History of English Bible Translation 06 Erasmus Greek New Testament 1516

History of the English Bible - Chapter 6

Bible Translations Erasmus Greek NT1516 Erasmus Greek New Testament

Studies of the original Greek texts pave the way for the Bibles of the Reformation.English Bible History

An Accurate Greek Bible

An important first step for the English Bible to become a reality was a publication made not in English, but in Greek.  Desiderius Erasmus of Rotterdam, (October 27, 1466 - July 12, 1536) was a Dutch humanist and theologian.  He published the first scholarly accurate Greek New Testament in parallel beside side his own translation of the Latin.  It was the first attempt on the part of a competent and liberal-minded scholar to ascertain what the writers of the New Testament had actually said.  His work exposed just how corrupt and inaccurate the Latin Vulgate had become, and how important it was to go back and use the original languages to maintain accuracy.  One of the most famous and amusing quotes from Erasmus was, "When I get a little money I buy books; and if any is left I buy food and clothes."

While living in England Erasmus had managed to collate a half-dozen partial old Greek New Testament manuscripts he had acquired. His resulting Greek New Testament became known as the "Received Text". This was the first non-Latin Vulgate text of the scripture to be produced in a thousand years and the first ever to come off a printing press. 

The Impact of the Publishing of the Greek New Testament

This Greek translation became the foundation of Luther's German Bible.  William Tyndale used the second and third editions of Erasmus' New Testament as the basis for his English translation.  Its influence on the academic world helped to launch the Protestant Reformation. Ironically, Erasmus dedicated his work ironically, to Pope Leo X., and he justly regarded this work as his most important service to the cause of a sound Christianity.

Releasing the Greek New Testament into the academic world caused a small-reformation that became a prelude to the coming wave of English and German Bibles and subsequent conversions to Christ.  The priests who studied Greek at Oxford and Cambridge were quite able to comprehend the New Testament in its native format and many of them were saved as a result for reading it.

The Salvation and Martyr of Thomas Bilney

Perhaps the best-known person who was saved at this early time in the Reformation was a student named Thomas Bilney.  For some thime, Bilney had been uneasy about his state with God since his prayers, confessions, penances, and purchase of indulgences did not bring him peace.  Thinking that he was the "Judas of his age", he was convinced that he would eventually be in Hell due to his unfaithfulness.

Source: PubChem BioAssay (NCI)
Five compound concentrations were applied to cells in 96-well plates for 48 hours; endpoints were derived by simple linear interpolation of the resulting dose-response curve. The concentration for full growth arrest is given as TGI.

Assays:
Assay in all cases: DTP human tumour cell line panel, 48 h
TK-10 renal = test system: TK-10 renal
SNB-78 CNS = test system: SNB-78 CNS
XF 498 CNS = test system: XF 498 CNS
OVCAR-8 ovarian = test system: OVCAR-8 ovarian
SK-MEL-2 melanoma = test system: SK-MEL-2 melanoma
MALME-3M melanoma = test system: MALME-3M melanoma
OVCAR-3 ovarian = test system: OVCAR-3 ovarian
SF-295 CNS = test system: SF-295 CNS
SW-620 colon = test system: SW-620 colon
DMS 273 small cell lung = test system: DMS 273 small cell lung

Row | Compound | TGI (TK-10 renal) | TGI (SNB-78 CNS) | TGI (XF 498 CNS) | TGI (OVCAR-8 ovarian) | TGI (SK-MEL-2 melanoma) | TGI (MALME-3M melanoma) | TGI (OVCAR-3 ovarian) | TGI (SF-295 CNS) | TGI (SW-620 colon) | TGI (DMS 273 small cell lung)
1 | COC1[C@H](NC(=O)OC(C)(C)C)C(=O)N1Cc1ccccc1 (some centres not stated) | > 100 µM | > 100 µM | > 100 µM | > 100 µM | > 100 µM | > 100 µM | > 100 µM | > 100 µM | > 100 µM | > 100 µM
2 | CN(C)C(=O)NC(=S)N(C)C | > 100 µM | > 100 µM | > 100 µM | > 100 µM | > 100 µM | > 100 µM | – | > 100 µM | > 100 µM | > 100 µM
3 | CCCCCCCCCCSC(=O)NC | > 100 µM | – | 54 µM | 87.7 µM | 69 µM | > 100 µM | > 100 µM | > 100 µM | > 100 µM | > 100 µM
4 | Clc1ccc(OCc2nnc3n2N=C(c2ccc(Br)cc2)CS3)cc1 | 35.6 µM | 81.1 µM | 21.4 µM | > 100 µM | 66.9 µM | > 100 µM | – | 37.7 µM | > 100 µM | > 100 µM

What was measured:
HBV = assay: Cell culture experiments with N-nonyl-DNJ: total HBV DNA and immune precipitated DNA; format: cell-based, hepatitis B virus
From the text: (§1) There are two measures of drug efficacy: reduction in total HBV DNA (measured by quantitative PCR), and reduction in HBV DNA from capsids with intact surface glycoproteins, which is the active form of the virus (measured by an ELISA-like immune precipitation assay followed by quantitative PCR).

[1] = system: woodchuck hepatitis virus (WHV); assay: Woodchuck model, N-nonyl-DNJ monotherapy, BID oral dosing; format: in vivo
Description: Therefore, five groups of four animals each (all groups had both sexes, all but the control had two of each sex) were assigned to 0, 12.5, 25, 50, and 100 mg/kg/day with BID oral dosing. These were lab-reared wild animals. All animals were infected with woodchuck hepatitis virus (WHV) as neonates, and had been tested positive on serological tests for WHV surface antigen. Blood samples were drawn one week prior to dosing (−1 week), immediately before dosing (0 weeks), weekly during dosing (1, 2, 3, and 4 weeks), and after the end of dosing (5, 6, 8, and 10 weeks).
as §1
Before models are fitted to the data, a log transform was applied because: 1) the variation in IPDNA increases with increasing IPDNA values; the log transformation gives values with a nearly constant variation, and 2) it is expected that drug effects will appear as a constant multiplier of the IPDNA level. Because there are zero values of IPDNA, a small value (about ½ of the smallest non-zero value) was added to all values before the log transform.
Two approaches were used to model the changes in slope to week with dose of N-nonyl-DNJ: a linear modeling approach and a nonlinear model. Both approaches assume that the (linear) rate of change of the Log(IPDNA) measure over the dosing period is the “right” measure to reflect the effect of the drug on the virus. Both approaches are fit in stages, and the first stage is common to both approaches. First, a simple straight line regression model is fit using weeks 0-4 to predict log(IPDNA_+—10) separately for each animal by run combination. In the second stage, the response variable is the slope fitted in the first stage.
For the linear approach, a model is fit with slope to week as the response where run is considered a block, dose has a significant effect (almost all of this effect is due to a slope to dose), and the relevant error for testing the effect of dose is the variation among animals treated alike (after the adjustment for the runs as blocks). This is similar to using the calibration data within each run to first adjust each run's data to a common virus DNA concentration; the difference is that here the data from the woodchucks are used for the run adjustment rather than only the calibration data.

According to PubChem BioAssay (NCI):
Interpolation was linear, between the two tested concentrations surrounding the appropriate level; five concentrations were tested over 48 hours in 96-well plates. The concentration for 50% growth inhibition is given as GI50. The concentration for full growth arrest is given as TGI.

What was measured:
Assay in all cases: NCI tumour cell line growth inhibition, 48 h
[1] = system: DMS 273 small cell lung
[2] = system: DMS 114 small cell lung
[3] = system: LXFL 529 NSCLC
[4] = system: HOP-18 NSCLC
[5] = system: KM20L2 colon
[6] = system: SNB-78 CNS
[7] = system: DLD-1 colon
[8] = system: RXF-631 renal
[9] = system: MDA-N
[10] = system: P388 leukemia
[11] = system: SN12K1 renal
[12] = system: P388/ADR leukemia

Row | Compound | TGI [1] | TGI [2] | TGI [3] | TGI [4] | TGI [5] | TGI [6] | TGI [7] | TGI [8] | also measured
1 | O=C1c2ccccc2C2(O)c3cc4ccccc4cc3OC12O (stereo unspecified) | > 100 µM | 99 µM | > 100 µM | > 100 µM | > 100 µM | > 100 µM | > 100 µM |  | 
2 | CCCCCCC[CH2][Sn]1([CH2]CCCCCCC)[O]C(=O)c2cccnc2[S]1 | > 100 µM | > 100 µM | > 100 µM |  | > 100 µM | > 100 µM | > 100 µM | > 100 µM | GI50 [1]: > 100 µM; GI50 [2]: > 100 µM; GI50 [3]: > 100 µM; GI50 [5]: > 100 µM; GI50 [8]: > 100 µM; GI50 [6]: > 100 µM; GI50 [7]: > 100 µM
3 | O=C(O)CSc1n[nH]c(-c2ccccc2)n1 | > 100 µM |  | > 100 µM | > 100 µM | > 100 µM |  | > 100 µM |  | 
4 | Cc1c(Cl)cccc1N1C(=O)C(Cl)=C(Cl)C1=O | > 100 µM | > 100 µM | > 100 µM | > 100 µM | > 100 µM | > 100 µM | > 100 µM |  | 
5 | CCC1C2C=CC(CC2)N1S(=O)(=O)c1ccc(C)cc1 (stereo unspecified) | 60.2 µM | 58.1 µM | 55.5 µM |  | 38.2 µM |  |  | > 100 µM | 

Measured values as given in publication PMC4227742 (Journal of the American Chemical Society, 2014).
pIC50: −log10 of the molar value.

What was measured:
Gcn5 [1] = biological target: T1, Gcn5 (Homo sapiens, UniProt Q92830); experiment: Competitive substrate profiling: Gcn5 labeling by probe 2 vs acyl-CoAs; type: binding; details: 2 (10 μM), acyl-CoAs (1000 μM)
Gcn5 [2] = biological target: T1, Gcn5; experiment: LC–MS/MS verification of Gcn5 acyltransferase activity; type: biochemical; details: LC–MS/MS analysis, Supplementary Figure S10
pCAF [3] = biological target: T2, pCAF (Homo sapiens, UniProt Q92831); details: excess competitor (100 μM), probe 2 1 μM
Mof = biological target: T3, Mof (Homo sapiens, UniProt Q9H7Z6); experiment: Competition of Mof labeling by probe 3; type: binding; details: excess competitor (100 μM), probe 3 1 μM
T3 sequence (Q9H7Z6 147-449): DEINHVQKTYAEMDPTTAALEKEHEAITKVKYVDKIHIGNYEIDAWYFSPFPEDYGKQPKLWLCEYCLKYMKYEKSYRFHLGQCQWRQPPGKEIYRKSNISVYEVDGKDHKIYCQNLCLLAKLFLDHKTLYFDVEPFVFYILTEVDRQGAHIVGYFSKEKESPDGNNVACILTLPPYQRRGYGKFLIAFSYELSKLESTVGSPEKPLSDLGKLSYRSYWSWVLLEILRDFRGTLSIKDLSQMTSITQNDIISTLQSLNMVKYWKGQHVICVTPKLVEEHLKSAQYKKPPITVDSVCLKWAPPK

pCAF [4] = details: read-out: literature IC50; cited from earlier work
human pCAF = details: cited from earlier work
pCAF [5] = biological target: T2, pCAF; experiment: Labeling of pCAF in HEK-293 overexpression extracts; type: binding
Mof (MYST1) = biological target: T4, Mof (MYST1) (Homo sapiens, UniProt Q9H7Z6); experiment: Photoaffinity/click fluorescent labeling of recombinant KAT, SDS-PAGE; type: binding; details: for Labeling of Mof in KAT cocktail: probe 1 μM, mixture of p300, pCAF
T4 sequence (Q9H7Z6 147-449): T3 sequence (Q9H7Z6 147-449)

Erasmus Greek Latin Bible Leaf

Many of Bilney's acquaintances were talking about a new book, the Greek New Testament. But the priests had forbidden Bilney to read it.  Being a good Catholic who desired to fulfill all obligations, and especially ecclesiastical commands, he resisted the urge to read the forbidden book. Finally, overcome with curiosity, he determined to read it in secret. With considerable fear he purchased a copy.  At night time while locking himself in his room, he began to read the scriptures looking for answers to his guilt.  When he came to 1 Timothy 1:15 "Christ Jesus came into the world to save sinners...", his relief was immeasurable.  His guiltiness - not his good works and prayers - was the very feature of his life that qualified him as a candidate for God's grace! 

Quietly at first, and then more boldly over time, Thomas Bilney led other priests to faith in Christ instead of faith in the Church. He preached simply and directly that Jesus Christ delivered from sin often pointing to 1 Timothy 1:15, the verse that God used in Bilney’s salvation.  As matter-of-fact as this statement may sound to present-day Christians, it was nearly as startling as an atomic bomb to the people living in sixteenth-century Europe. They knew but one route to heaven - good works, fasting, indulgences, purgatory, and the mass. Such was the early impact of exposing people to the Holy Scripture.  Finally, this little man was tried for heresy and burned at the stake in Smithfield, London.  He was the first in line of many who would soon follow.

Later in life, when Erasmus was charged by the Church with having "laid the egg that Luther hatched" he half admitted the truth of the charge, but said he "had expected quite another kind of a bird!"

Caught in the Middle

Erasmus preferred to remain neutral in the chaos of the Reformation joining neither the Catholic nor the Protestant side.  He moved from place to place in Europe taking criticism and praise from both Lutherans and Catholics. He was offered many positions of honor and profit in the academic world, but declined them all on one or another pretext, preferring to remain independent.  He believed that to declare sides would endanger his position as a leader in the movement for pure scholarship which be regarded as his real work in life.  He dreaded any change in the doctrine of the Church and believed that there was room enough within existing environment for the kind of reform he valued most.